Beacon Navigation (and other absolute position techniques)

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Beacon Navigation (and other absolute position techniques)

Postby cadcoke4 » October 16th, 2006, 1:16 am

I wanted to start a new thread that was specifically focused on the Beacon idea. (it had started in the topic titled "Roomba and Room Mapping")

I think a few of us are wanting to go with the concept of the rotating laser beam hitting beacons (reflectors).

To describe this again, the idea is that you spin the beam from a laser around the room. Mounted adjacent to the laser is a sensor which can detect when the laser light is reflected back when it hits a retro-reflective surface.

By timing how long it took for the laser to rotate 360 degrees, and the time the robot detects any light bounced back, we can determine the angle of each reflector in relation to the robot. If those reflectors are in known locations, the robot can then calculate its own location using any two of the beacons.

[Images are attached below]

The only laser/sensor package that has been mentioned so far was a page by this guy, who made a lego robot with laser target detectors;
http://www.philohome.com/sensors/lasersensor.htm [Are there any others ?]

The next issue is about barcodes. I think that for this sort of sensing, we must start with a stripe (of the reflective tape), and end with a stripe (i.e. start and stop bits). Then the question is how many bits do we want. A strip of tape is a 1, and an absence of tape in a spot is a 0 in binary. So, to encode beacon #3 [which is binary 0011] is 100111

QUESTIONS THAT NEED TO BE ANSWERED;

Actually, 16 seems a bit low, and I would prefer to see at least 32, but how big would these barcodes need to be? What can the device can detect? How wide does each stripe of reflective tape need to be for detection from across an average room? I think this is best determined by experiment.

Another parameter in determining size is cosmetic. These barcodes must stay in your house. Is 6" wide x 2" tall OK? Remember that they can be placed on the kick-plates of cabinets, and under furniture so they might be out of sight in most instances.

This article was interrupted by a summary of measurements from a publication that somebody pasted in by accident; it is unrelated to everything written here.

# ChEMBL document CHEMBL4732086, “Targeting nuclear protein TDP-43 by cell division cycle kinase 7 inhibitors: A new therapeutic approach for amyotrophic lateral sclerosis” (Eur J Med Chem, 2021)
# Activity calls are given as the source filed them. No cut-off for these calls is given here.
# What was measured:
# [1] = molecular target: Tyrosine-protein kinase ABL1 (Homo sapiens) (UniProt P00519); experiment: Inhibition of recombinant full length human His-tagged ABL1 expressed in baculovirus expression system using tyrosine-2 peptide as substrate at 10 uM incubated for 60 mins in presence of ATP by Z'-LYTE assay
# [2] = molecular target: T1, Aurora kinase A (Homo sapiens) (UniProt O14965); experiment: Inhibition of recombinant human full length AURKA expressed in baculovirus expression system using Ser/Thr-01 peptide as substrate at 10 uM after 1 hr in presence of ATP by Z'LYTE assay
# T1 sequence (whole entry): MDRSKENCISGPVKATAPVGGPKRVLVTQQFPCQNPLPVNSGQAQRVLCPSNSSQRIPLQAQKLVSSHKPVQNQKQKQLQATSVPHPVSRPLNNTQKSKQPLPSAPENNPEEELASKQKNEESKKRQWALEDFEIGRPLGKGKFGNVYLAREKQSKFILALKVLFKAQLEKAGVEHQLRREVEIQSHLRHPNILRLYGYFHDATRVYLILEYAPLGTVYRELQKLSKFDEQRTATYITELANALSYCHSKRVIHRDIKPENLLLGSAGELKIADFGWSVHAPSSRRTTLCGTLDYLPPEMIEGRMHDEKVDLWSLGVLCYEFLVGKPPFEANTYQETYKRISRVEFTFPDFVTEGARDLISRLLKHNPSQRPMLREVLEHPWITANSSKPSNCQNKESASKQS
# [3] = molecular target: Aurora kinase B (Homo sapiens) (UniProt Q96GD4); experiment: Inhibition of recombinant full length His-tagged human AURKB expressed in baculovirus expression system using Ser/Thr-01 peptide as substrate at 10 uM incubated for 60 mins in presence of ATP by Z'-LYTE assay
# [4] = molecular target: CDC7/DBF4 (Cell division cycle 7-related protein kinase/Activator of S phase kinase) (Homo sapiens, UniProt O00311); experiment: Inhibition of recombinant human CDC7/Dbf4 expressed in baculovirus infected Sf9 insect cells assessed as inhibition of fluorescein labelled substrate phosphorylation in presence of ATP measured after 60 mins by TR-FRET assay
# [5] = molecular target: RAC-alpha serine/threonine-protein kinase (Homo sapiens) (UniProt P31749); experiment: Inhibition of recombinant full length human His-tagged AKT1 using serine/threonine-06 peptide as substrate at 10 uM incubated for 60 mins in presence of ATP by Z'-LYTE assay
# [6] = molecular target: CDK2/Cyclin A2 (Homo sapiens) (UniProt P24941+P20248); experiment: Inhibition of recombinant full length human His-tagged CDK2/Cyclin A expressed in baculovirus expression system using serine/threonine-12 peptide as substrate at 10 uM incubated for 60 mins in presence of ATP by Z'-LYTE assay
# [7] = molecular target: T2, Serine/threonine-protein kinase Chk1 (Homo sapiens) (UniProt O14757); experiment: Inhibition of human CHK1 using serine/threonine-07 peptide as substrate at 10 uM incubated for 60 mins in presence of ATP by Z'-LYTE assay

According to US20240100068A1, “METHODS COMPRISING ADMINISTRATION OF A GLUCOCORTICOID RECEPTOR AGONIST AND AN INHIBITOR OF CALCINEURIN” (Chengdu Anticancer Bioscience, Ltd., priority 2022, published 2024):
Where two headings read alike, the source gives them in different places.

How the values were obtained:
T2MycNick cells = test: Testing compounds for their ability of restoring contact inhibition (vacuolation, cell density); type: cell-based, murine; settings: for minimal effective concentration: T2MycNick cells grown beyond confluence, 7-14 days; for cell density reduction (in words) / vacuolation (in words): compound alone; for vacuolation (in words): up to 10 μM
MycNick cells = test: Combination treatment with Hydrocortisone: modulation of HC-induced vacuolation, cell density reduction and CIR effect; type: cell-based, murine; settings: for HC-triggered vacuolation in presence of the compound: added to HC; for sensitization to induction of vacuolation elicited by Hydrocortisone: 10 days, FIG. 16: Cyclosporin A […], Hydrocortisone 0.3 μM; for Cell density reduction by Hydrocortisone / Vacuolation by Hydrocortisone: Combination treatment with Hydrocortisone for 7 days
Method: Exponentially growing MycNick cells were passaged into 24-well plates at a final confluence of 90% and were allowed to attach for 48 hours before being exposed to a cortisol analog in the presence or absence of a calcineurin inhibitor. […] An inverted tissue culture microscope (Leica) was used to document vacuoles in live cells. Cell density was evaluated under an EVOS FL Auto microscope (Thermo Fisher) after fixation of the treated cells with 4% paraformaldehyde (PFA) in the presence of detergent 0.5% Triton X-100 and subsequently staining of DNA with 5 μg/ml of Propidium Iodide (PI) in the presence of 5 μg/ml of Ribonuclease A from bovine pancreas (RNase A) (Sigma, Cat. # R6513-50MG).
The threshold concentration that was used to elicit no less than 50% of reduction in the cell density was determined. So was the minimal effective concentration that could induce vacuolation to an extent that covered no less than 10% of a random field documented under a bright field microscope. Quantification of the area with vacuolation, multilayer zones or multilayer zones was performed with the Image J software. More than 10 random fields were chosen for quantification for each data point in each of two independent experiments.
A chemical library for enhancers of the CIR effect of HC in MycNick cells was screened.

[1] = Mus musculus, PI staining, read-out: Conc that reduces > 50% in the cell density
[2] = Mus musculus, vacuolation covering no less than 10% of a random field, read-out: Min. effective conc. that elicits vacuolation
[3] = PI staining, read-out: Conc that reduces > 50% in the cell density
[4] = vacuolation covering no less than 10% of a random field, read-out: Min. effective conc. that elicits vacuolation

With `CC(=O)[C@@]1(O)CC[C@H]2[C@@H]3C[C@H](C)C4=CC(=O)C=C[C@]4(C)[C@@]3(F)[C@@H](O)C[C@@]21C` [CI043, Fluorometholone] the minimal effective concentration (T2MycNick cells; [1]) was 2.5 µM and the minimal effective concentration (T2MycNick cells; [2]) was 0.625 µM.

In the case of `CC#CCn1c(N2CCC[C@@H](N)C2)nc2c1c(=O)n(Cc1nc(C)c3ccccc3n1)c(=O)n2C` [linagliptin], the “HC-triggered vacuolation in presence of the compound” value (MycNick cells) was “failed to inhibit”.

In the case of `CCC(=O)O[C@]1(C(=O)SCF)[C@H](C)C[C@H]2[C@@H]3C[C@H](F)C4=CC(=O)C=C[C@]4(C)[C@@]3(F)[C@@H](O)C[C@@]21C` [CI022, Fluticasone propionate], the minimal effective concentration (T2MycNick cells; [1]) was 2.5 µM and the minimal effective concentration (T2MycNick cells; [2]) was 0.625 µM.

I have a Basic Stamp II, so perhaps I can get started on making the laser/sensor package. But, I don't have Roomba. I really want to get 802.11 WiFi so I can do the programming and monitor the progress from my computer. But every option I've seen so far is about $300 [Roomba connector to Serial, and Serial to 802.11]. So hearing that IRobot just got FCC approval on a 802.11 device, I am considering waiting until these units become available (if they are going to be available).
Attachments
Roomba in Room.gif
Roomba in Room with Reflective Beacons
Roomba in Room.gif (12.73 KiB) Viewed 11247 times
Laser&Sensor Inside Roomba.gif
Laser and Sensor Illustration (based on Lego laser design)
Laser&Sensor Inside Roomba.gif (7.89 KiB) Viewed 11245 times
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Postby Rello » October 17th, 2006, 9:39 pm

good Idea to open a separate one.

I just ordered a pack of the Hamamatsu S6986 sensors and a laser diode to have something to start with. I am still not sure where to get a lens for the focusing of the incoming laser beam. any idea?


regarding the barcode: I am not sure and I think we can not define it now without a test-environment. It is dependent on the response time of the sensor unit and then most important on the Basic Stamp.
I am not sure how exactly the code will look like but the basic stamp is not the fastest one and also needs it's time to process the values.